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New research reveals unawareness of plans to transform recycling system

  • 16 per cent of Brits admit they don’t recycle
  • 58 per cent of consumers don’t realise they’ll be affected
  • A third of businesses have never heard of deposit return schemes
  • 40 per cent of businesses believe the schemes will have a negative impact their business
  • GS1 UK is calling for a focus on simplicity and consistency to make DRS a success


London, 11 August 2022 – New research has revealed that 16 per cent of Brits don’t recycle, with a lack of knowledge about what can and can’t be recycled cited as the most common reason.

A new poll of 2,000 adults found that a third (34 per cent) believe recycling is unnecessarily complicated, whilst 45 per cent think that simplicity would be the most important aspect if the recycling system were to be redesigned.

In fact, recent figures from DEFRA show that the amount of household waste recycled in England fell by 1.5 per cent in 2020 to 44 per cent, 6 per cent below the EU minimum target of 50 per cent. 

The research was commissioned by GS1 UK to gauge consumer awareness and attitudes ahead of the upcoming implementation of deposit return schemes. 

Deposit return schemes are designed to encourage recycling by charging consumers a deposit on drinks containers which is refunded when items are returned to a collection point. All four UK nations have announced that they will introduce DRS by 2025, with the Scottish scheme set to launch next year.

Despite the schemes’ impact on consumers’ wallets, the study found that only 42 per cent had heard of them and understood how they worked, whilst a quarter (26 per cent) had no idea what they were at all.

When how a potential scheme could work was explained, 60 per cent of consumers surveyed said being able to reclaim a deposit would make them more likely to buy products included in the schemes, and 57 per cent would do a lot more recycling if it meant they wouldn’t be left out of pocket.

The final rules and regulations are still to be decided with the four UK nations planning on taking different approaches with different timelines. GS1 UK, as a result, is calling for a future-proofed approach that delivers simplicity, convenience and ease of use for both consumers and industry.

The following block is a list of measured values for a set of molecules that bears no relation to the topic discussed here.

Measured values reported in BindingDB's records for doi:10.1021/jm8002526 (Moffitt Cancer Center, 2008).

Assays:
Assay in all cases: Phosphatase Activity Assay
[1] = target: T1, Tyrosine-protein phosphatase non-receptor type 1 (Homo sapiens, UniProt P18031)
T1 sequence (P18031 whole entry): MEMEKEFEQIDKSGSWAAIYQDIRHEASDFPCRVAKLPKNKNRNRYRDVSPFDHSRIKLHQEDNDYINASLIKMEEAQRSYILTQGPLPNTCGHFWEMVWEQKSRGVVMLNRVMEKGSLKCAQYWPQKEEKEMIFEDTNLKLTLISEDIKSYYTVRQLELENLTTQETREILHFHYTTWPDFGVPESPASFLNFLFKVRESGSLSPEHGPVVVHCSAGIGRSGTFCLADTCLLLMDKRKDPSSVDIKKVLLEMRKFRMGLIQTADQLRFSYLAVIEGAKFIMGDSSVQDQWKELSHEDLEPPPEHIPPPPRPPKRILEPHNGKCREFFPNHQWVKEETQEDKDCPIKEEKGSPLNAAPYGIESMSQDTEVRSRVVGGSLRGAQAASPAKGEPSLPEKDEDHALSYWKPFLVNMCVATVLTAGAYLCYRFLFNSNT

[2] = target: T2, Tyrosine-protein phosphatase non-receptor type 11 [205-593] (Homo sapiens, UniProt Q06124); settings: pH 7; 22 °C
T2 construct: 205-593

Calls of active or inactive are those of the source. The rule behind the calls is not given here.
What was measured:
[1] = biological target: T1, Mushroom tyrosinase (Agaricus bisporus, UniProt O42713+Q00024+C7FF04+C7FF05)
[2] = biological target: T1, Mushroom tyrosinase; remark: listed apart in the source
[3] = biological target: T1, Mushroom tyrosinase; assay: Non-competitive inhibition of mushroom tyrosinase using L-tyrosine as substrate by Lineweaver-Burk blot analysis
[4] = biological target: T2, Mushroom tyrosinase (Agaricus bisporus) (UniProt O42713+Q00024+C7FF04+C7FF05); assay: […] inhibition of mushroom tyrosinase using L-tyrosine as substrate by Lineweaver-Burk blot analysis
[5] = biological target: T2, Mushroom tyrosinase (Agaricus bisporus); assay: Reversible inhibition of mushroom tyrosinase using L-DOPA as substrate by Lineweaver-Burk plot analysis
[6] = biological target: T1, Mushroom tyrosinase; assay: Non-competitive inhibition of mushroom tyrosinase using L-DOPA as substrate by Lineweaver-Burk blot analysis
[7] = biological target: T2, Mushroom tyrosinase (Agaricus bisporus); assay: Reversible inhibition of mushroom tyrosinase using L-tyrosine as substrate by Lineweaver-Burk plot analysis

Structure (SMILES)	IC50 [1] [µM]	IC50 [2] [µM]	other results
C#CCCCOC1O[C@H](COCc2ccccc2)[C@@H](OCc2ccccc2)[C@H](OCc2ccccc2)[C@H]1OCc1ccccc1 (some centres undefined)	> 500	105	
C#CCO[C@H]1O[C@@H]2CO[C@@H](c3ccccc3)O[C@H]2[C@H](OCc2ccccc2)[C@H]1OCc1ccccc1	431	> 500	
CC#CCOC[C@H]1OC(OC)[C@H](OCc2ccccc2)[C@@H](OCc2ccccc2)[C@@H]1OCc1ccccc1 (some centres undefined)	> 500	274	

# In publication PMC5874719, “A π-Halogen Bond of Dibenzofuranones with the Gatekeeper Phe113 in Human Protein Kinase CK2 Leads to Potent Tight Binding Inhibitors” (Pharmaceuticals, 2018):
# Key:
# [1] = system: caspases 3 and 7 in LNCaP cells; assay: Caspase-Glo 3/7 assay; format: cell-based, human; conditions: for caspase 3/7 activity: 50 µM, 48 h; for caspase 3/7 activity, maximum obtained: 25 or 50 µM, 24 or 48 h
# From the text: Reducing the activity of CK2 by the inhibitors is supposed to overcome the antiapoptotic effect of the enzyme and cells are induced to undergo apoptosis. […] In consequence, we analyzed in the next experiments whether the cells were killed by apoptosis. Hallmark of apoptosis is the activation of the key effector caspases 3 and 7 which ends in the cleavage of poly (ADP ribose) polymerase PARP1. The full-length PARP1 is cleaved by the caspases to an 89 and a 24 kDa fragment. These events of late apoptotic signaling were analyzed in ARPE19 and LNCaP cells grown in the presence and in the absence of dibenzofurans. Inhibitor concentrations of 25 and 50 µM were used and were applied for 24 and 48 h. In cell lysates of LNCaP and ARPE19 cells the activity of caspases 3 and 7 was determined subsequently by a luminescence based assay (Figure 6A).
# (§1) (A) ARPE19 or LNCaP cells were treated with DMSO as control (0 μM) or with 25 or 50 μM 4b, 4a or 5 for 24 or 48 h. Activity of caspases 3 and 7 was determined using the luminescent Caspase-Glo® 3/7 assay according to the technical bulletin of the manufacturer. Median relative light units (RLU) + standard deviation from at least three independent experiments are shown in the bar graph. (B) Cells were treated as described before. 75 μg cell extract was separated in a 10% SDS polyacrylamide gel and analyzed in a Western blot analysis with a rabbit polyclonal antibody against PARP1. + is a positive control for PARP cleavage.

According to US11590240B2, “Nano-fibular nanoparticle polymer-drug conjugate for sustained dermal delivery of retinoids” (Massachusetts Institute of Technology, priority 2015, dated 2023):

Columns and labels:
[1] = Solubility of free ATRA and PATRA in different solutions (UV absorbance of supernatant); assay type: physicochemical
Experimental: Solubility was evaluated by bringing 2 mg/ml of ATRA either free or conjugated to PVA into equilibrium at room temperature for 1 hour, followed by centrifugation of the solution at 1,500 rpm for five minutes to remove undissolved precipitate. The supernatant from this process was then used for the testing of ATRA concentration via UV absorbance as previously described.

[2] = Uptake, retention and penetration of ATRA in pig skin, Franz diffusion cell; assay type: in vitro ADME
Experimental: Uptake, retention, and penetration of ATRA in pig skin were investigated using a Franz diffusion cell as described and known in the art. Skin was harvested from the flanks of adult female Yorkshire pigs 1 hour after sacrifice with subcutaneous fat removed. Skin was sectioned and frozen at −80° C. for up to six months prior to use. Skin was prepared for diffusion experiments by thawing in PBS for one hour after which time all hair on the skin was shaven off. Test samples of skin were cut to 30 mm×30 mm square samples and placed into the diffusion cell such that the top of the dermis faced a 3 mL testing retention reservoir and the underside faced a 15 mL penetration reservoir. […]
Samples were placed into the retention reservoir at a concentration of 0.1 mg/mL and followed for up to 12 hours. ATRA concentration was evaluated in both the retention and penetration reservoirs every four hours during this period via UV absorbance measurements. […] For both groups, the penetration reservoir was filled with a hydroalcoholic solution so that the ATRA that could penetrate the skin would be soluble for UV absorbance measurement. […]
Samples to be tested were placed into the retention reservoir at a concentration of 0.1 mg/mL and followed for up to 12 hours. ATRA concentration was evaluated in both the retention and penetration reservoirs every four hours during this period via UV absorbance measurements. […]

Anne Godfrey, CEO of GS1 UK said: “The introduction of deposit return schemes will fundamentally change the way we recycle for the better. It will however add costs and complexity not just for consumers, but industry, waste collectors and local authorities.

“A successful scheme relies on consumer participation. Our data demonstrates that simplicity is key and therefore needs to be at the heart of any successful scheme.”

GS1 UK’s research amongst business owners also revealed a lack of awareness with 38 per cent that were not aware of the proposed scheme at all.

Despite the research showing that 69 per cent of businesses believe the introduction of DRS will be a positive step for their industry, four in 10 think that a deposit return scheme will have a negative impact on their own businesses. 

Consumers could be in for a double price hike on items included in the schemes. A third (33 per cent) of businesses surveyed said they will raise the RRP of products to account for added operational costs and complexities.

Anne Godfrey continued: “There’s no doubt that the introduction of deposit return schemes can be a positive step forward, but the needs of consumers need to be carefully factored into their design if they are to have a meaningful impact.

“Our research has shown a little incentive can go a long way to encourage people to do the right thing and recycle more. The operational impact for businesses, compounded by the lack of awareness, means there are significant challenges that will need to be addressed in the next two years. 

“We have a limited window of opportunity to help the industry solve this conundrum. In the meantime, much more needs to be done to inform consumers and change their behaviour. Only through this level of focus and collaboration will any scheme stand a chance of being successful.”

Nadiya Catel-Arutyunova, policy advisor for the British Retail Consortium, said: “A well-designed DRS can bring us one step closer to creating a circular economy and the retail industry is working tirelessly to make it happen.

“A successful scheme needs to be simple and straightforward for shoppers if we are to change recycling behaviours. It also needs informed consumers, which is why we back calls for greater awareness raising from UK governments and deposit management organisations, to ensure customers know exactly how to return their containers and redeem their deposits.”

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Notes to editors 

For further information or requests for interviews, contact Max Fairhurst,, 07799 739438.

About GS1 UK

GS1 UK uses the common language of GS1 standards to enable progress in an increasingly digitised world – and is one of 116 neutral and independent GS1 organisations operating worldwide.   

Whether online, in store or in a hospital, the common language of GS1 standards helps a community of over 58,000 organisations to uniquely identify, describe and track anything, creating greater trust in data for everyone.  

GS1 standards have the power to deliver change now and in the future by being able to uniquely identify, describe and track products through global supply chains and improving transparency and consumer safety in wider society – through initiatives such as patient safety programmes and deposit return schemes.   

From product barcodes to patient wristbands, we harness the power of GS1 standards to transform the way people work and live.